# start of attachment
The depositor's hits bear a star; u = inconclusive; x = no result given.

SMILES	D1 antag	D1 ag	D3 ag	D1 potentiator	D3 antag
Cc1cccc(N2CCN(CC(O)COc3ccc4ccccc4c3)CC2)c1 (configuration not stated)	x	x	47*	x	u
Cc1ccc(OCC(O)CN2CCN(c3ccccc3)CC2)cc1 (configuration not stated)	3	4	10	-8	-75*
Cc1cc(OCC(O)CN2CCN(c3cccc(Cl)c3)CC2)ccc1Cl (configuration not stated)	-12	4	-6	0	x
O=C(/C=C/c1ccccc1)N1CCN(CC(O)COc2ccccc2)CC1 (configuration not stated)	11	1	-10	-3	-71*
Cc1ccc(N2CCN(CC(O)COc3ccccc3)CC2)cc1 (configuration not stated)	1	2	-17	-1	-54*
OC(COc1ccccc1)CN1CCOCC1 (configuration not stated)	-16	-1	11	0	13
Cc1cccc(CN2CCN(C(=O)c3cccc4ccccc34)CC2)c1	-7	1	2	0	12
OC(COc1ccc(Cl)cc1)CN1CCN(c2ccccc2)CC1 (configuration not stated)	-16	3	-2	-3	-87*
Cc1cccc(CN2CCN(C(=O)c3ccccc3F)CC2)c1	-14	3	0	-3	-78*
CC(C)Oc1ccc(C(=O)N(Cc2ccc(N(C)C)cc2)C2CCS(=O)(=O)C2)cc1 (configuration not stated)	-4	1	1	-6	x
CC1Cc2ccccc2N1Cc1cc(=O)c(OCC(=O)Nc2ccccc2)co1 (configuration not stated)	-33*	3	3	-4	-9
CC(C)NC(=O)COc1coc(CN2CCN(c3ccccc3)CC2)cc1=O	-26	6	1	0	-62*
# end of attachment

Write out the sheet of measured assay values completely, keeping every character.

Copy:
The depositor's hits bear a star; u = inconclusive; x = no result given.

SMILES	D1 antag	D1 ag	D3 ag	D1 potentiator	D3 antag
Cc1cccc(N2CCN(CC(O)COc3ccc4ccccc4c3)CC2)c1 (configuration not stated)	x	x	47*	x	u
Cc1ccc(OCC(O)CN2CCN(c3ccccc3)CC2)cc1 (configuration not stated)	3	4	10	-8	-75*
Cc1cc(OCC(O)CN2CCN(c3cccc(Cl)c3)CC2)ccc1Cl (configuration not stated)	-12	4	-6	0	x
O=C(/C=C/c1ccccc1)N1CCN(CC(O)COc2ccccc2)CC1 (configuration not stated)	11	1	-10	-3	-71*
Cc1ccc(N2CCN(CC(O)COc3ccccc3)CC2)cc1 (configuration not stated)	1	2	-17	-1	-54*
OC(COc1ccccc1)CN1CCOCC1 (configuration not stated)	-16	-1	11	0	13
Cc1cccc(CN2CCN(C(=O)c3cccc4ccccc34)CC2)c1	-7	1	2	0	12
OC(COc1ccc(Cl)cc1)CN1CCN(c2ccccc2)CC1 (configuration not stated)	-16	3	-2	-3	-87*
Cc1cccc(CN2CCN(C(=O)c3ccccc3F)CC2)c1	-14	3	0	-3	-78*
CC(C)Oc1ccc(C(=O)N(Cc2ccc(N(C)C)cc2)C2CCS(=O)(=O)C2)cc1 (configuration not stated)	-4	1	1	-6	x
CC1Cc2ccccc2N1Cc1cc(=O)c(OCC(=O)Nc2ccccc2)co1 (configuration not stated)	-33*	3	3	-4	-9
CC(C)NC(=O)COc1coc(CN2CCN(c3ccccc3)CC2)cc1=O	-26	6	1	0	-62*